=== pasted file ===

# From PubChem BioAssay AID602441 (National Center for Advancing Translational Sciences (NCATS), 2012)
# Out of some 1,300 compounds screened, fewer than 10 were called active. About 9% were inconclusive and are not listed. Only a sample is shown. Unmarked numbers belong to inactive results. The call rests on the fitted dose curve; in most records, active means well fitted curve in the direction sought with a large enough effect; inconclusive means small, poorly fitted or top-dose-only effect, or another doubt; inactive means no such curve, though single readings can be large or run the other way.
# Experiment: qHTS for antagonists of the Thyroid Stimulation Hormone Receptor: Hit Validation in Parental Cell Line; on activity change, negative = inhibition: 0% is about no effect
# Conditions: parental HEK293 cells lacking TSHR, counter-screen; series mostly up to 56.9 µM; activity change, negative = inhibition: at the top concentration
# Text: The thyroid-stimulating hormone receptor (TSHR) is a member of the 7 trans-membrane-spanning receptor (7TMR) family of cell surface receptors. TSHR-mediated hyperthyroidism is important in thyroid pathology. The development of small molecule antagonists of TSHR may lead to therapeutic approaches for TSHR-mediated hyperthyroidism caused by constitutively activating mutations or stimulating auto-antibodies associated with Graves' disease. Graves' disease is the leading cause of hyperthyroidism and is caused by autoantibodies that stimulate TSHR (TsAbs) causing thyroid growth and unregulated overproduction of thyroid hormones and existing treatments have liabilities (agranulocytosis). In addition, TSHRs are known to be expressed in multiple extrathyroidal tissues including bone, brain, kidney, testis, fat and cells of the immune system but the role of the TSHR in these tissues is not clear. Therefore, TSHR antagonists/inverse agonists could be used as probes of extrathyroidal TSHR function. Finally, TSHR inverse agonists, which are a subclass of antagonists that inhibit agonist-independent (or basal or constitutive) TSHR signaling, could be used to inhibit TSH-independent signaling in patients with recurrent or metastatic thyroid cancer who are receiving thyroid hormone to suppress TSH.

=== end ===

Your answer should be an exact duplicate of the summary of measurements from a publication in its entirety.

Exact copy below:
# From PubChem BioAssay AID602441 (National Center for Advancing Translational Sciences (NCATS), 2012)
# Out of some 1,300 compounds screened, fewer than 10 were called active. About 9% were inconclusive and are not listed. Only a sample is shown. Unmarked numbers belong to inactive results. The call rests on the fitted dose curve; in most records, active means well fitted curve in the direction sought with a large enough effect; inconclusive means small, poorly fitted or top-dose-only effect, or another doubt; inactive means no such curve, though single readings can be large or run the other way.
# Experiment: qHTS for antagonists of the Thyroid Stimulation Hormone Receptor: Hit Validation in Parental Cell Line; on activity change, negative = inhibition: 0% is about no effect
# Conditions: parental HEK293 cells lacking TSHR, counter-screen; series mostly up to 56.9 µM; activity change, negative = inhibition: at the top concentration
# Text: The thyroid-stimulating hormone receptor (TSHR) is a member of the 7 trans-membrane-spanning receptor (7TMR) family of cell surface receptors. TSHR-mediated hyperthyroidism is important in thyroid pathology. The development of small molecule antagonists of TSHR may lead to therapeutic approaches for TSHR-mediated hyperthyroidism caused by constitutively activating mutations or stimulating auto-antibodies associated with Graves' disease. Graves' disease is the leading cause of hyperthyroidism and is caused by autoantibodies that stimulate TSHR (TsAbs) causing thyroid growth and unregulated overproduction of thyroid hormones and existing treatments have liabilities (agranulocytosis). In addition, TSHRs are known to be expressed in multiple extrathyroidal tissues including bone, brain, kidney, testis, fat and cells of the immune system but the role of the TSHR in these tissues is not clear. Therefore, TSHR antagonists/inverse agonists could be used as probes of extrathyroidal TSHR function. Finally, TSHR inverse agonists, which are a subclass of antagonists that inhibit agonist-independent (or basal or constitutive) TSHR signaling, could be used to inhibit TSH-independent signaling in patients with recurrent or metastatic thyroid cancer who are receiving thyroid hormone to suppress TSH.